You Kill Me (John Dahl, 2007)

 From anonymous professional killer to anonymous alcoholic

You Kill Me is the sort of film that doesn’t even get a theatrical release in the Netherlands. It’s too small for it, and I don’t mean that in a pejorative way. Dutch cinemas are necessarily picky, and there’s a certain charm to the movie’s simple story.

Frank Falenczyk is a hit man working for the Polish mafia in Buffalo. He’s also an enormous drunk. When he starts bungling up his kills, the boss sends him to San Francisco to attend AA meetings and sober up. There he meets a sassy lady who is open of mind enough to accept his profession. But can Frank truly leave the bottle alone?

So, a simple tale, simply told. Ben Kingsley plays Frank. He’s a fine actor (whenever he’s not working for Uwe Boll) and plays his part with serious calm. There are no extravagant scenes to hurt the setting’s believability, though at one point Frank threatens a government official wearing nothing but his undies. There are some shootouts in Buffalo as the Polish gang wrestles with syndicates from other old world countries, but it’s relatively downplayed.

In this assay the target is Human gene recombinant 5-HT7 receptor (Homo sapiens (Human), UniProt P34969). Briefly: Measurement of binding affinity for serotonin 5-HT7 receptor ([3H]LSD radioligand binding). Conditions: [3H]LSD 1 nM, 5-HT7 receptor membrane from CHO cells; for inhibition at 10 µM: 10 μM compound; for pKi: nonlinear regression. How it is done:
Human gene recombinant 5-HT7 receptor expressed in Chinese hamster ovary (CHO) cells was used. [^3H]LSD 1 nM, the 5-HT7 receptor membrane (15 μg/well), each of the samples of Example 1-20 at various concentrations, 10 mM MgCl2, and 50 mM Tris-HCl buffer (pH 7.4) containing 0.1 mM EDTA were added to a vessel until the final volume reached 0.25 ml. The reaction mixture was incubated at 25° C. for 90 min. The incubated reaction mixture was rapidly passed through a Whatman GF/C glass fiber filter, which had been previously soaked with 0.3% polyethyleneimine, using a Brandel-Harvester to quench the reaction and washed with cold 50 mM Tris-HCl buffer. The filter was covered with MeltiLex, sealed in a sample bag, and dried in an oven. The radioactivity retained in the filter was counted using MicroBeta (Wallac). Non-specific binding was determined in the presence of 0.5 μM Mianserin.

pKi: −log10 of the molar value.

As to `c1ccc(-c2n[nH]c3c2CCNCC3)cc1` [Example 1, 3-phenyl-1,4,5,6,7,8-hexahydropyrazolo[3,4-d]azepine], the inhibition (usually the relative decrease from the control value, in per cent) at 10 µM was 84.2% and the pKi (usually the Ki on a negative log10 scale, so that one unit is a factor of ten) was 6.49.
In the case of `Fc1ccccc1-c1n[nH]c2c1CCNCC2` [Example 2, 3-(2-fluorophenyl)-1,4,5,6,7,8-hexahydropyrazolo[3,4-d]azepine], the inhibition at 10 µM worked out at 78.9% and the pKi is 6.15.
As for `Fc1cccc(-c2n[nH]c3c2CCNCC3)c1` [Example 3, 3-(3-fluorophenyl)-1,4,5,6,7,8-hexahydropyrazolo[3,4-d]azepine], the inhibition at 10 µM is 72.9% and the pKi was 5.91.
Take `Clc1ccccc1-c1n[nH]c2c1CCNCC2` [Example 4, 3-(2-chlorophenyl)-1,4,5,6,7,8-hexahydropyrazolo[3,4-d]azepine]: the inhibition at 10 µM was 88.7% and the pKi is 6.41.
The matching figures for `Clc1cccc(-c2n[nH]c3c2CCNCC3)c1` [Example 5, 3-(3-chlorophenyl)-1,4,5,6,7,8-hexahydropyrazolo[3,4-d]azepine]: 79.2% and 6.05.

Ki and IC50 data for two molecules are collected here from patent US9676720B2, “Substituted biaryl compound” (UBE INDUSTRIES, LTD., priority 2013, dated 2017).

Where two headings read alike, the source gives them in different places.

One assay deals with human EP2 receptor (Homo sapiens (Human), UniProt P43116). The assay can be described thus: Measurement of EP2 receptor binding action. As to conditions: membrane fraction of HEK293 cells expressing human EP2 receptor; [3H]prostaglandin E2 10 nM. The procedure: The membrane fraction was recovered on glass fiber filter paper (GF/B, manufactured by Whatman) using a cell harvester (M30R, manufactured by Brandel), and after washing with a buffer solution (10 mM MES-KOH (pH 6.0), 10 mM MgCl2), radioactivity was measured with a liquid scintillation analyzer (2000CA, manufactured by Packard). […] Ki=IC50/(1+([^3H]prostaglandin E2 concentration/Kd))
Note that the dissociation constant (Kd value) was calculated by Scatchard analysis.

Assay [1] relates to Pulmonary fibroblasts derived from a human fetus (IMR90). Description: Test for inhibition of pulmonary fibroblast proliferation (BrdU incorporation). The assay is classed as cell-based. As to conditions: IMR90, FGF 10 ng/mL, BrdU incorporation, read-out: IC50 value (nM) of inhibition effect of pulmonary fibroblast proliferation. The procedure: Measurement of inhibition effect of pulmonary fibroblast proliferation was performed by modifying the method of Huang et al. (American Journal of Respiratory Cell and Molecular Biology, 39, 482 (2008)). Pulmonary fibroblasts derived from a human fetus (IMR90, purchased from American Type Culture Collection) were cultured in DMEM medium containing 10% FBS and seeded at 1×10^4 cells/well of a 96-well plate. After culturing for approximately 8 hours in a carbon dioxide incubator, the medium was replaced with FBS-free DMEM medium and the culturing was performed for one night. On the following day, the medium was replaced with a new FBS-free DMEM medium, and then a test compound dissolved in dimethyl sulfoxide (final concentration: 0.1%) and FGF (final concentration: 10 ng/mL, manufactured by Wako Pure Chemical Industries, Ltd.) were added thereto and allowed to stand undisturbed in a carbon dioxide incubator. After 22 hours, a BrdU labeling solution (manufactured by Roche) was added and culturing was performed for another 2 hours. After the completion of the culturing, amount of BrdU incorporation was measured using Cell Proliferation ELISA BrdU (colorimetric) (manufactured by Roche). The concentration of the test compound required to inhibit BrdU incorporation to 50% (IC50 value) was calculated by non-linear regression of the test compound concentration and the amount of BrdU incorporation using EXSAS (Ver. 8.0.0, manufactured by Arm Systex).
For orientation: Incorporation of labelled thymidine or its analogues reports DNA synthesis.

The trouble with a small film like You Kill Me, that skirts the line of dark comedy and alcohol abuse drama, is that there isn’t a whole lot to write about. I did like the tale of a hatchet man dealing with an everyday problem. When Frank starts telling the rest of the AA members that he kills people for a living, but can’t anymore because he drinks too much, it’s quite enjoyable. The same goes for the back and forth of Frank’s relationship with Laurel. It might all not be grand or particularly memorable, but it’s pleasant enough. It’s a trifle.

Of course, compare this one to the likes of Analyze This, an obvious inspiration, and it falls way short as both a drama and a comedy. The clumsy title doesn’t exactly help.

Roderick Leeuwenhart

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